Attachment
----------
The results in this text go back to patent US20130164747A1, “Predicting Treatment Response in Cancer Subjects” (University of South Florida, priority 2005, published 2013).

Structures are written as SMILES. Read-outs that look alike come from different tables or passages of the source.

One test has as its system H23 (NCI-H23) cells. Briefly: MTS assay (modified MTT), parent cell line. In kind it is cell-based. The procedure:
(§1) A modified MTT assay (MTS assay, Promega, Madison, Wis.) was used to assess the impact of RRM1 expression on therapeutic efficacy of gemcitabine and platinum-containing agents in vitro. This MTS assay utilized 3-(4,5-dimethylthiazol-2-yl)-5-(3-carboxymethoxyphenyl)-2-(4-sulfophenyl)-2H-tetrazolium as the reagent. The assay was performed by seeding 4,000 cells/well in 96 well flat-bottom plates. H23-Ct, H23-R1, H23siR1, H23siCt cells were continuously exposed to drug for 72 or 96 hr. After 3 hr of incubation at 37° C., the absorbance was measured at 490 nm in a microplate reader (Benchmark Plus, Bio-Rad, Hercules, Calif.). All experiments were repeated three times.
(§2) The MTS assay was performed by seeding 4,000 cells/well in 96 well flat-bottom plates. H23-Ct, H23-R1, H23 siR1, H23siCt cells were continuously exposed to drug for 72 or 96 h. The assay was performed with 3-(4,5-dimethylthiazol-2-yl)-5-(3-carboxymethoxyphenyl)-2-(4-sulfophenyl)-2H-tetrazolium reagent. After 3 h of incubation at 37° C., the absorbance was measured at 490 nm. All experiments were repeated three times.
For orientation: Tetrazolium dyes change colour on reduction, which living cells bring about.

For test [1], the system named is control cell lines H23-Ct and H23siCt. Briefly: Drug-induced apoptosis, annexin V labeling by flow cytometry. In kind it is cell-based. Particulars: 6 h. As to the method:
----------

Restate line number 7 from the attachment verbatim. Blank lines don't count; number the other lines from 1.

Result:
For test [1], the system named is control cell lines H23-Ct and H23siCt. Briefly: Drug-induced apoptosis, annexin V labeling by flow cytometry. In kind it is cell-based. Particulars: 6 h. As to the method: